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New Teacher Evaluation Criteria Coming This Summer

A panel of educators, public policy officials and business executives say they will devise a plan for implementing new teacher and principal evaluations by August.

Members of the panel charged with reforming the job evaluation processes for thousands of Tennessee teachers and principals are aiming to establish those new guidelines by August.

The Teacher Evaluation Advisory Committee will decide exactly what factors will matter under a new set of teacher evaluations lawmakers approved in a special session earlier this year as part of the governor’s push for federal “Race to the Top” education grant monies.

Stronger emphasis will now be placed on student test scores — about 50 percent of a teacher’s yearly job evaluation will be based on the achievement data. Prior to the Legislature adopting the new system earlier this year, it was illegal for school officials to track individual student testing trends to rate a teacher’s job performance.

Now, per the wishes of the governor and a solid bipartisan majority of lawmakers, 35 percent of a teacher’s yearly evaluation must rely on standardized test-based Tennessee Value-Added Assessment System, also known as TVAAS. That data shows student growth from year to year.

Another 15 percent would come from other types of student data, including other test scores.

The rest hasn’t been decided — and that’s what the teachers, superintendents, business owners, public policy officials and politicians who make up the panel will have to figure out. They’ll also have to decide how to evaluate teachers who can’t be measured by test scores, such as art or music teachers, kindergarten and first grade teachers, and principals.

That’s actually a pretty tight turnaround for the 15-member committee, Al Mance, executive director for the Tennessee Education Association, said of the August deadline.

“I hope they won’t be discouraged,” said Mance, adding that he’s concerned about the number of decisions the committee members will have to make within the next few months.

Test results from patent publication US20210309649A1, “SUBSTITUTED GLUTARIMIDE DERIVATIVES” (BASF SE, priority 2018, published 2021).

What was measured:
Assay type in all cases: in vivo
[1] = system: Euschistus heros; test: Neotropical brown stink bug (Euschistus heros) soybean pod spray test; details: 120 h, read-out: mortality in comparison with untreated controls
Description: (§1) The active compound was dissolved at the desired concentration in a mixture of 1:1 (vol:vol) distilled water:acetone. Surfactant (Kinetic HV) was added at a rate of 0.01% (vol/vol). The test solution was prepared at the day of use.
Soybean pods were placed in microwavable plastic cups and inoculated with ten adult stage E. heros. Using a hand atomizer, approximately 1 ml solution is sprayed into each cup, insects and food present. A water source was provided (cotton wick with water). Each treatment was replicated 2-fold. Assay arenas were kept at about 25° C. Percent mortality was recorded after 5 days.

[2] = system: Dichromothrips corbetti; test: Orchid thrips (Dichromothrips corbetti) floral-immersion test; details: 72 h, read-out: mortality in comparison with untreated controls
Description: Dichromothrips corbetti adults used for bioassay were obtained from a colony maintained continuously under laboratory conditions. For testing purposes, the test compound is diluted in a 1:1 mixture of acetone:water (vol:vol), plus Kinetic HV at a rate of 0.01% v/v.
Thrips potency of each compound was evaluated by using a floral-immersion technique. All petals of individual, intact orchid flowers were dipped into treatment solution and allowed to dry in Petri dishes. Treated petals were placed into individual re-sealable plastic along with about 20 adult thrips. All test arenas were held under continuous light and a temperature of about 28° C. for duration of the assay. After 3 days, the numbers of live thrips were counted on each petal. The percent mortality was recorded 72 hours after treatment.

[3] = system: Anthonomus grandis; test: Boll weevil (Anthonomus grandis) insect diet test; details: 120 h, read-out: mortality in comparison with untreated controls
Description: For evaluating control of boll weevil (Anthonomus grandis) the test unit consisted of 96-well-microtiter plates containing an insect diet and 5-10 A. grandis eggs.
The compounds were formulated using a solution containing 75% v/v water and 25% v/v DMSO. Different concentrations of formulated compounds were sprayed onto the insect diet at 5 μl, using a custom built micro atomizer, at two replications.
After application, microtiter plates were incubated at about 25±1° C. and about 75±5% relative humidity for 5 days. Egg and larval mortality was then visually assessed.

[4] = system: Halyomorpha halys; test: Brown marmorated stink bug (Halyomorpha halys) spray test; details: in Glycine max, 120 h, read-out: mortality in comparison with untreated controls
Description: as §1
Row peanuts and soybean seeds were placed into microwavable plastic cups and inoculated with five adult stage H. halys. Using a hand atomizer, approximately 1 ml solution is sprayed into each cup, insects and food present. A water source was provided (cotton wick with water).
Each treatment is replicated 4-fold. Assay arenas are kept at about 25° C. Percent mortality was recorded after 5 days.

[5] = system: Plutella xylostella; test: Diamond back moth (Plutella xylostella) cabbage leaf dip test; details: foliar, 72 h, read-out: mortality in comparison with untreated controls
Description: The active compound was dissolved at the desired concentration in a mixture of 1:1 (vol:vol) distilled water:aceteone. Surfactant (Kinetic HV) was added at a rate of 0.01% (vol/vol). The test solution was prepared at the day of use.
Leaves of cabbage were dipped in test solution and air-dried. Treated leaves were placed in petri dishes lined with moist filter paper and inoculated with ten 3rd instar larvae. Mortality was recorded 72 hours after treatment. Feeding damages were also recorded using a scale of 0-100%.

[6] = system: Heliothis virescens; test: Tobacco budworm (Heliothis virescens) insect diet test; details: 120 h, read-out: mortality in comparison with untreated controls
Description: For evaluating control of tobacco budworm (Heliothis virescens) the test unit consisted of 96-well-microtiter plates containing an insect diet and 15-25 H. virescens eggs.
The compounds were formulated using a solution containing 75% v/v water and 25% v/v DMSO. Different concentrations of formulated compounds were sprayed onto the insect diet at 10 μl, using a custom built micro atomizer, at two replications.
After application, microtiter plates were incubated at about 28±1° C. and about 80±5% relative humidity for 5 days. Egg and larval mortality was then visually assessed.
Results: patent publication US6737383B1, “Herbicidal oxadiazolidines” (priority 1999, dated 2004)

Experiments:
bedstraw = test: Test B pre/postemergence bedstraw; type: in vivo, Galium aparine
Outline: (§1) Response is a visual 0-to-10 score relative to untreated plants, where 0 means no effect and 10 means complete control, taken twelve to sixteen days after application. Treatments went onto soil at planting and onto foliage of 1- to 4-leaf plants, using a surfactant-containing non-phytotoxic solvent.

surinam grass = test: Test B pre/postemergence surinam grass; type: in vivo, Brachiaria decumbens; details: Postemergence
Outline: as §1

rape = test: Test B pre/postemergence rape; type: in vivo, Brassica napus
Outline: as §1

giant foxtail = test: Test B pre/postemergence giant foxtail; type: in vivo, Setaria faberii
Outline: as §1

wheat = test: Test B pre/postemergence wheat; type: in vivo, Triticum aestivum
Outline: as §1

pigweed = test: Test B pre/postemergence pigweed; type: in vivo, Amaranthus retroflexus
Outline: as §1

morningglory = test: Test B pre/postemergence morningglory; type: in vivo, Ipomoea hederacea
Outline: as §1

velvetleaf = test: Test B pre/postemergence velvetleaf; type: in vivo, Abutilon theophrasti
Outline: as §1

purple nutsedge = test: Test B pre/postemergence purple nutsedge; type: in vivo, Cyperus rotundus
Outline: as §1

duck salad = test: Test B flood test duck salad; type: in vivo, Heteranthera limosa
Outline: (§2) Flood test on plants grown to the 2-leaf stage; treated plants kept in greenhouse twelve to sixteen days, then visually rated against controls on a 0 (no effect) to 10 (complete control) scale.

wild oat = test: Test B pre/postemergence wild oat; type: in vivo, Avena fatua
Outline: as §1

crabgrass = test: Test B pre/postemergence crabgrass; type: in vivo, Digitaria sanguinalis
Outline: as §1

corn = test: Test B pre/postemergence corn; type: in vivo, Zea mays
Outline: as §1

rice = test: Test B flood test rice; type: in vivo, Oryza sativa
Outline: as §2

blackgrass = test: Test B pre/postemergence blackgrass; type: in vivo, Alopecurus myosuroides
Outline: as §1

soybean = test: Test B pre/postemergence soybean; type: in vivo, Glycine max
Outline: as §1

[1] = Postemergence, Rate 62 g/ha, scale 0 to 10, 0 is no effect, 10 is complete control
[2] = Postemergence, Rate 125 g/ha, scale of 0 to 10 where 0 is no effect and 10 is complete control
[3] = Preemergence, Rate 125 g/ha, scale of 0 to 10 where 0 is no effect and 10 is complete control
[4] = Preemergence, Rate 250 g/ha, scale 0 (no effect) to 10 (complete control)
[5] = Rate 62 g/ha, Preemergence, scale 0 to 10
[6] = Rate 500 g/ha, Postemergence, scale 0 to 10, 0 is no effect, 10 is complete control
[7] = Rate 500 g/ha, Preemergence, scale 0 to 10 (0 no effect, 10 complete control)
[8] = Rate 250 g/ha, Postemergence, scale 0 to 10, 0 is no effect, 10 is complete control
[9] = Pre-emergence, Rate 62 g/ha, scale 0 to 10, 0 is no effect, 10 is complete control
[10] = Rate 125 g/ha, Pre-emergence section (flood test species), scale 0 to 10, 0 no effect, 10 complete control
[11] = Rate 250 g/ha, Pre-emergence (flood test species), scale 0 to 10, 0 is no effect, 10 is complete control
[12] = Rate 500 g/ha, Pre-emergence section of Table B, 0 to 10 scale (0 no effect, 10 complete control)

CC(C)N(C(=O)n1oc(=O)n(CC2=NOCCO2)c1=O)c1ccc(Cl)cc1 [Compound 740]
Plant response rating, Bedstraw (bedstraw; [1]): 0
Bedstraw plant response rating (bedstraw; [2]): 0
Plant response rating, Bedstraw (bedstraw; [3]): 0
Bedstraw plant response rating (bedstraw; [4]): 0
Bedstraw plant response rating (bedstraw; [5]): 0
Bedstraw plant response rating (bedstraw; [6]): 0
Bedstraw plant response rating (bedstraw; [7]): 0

The group will also need to devise a way to inform and train educators across the state on how to perform the new yearly evaluations.

“We want our evaluations to mean something,” said Kenny Heaton, who teaches Family and Consumer Sciences at Cloudland High School in Roan Mountain. “It’s got to have teeth.”

Lawmakers decided to redo the current evaluation system to help polish the state’s application for the Obama Administration’s push to “help prepare America’s students to graduate ready for college and career, and enable them to out-compete any worker, anywhere in the world.”

“America will not succeed in the 21st century unless we do a far better job of educating our sons and daughters,” the president declared last summer. “I am issuing a challenge to our nation’s governors and school boards, principals and teachers, businesses and non-profits, parents and students: if you set and enforce rigorous and challenging standards and assessments; if you put outstanding teachers at the front of the classroom; if you turn around failing schools – your state can win a Race to the Top grant that will not only help students outcompete workers around the world, but let them fulfill their God-given potential.”

The program rewards states for using innovative ways to improve education and included an emphasis on using student data.

Earlier this year the feds announced that Tennessee had earned a spot among 16 finalists for a cut of $4.35 billion in bonus education dollars. State education officials testified in Washington this month about dedicating itself to reforms — such as the new teacher evaluations — hoping to convince decision makers to send the money their way.

A final decision from Washington is due out in April, although the U.S. Department of Education hasn’t said how many states it will offer the grant to. If Tennessee is not chosen, it can reapply in June.

Tennessee’s new teacher evaluations will go into effect for the 2011 school year, whether or not the state wins the federal grant money.

Andrea Zelinski can be reached at

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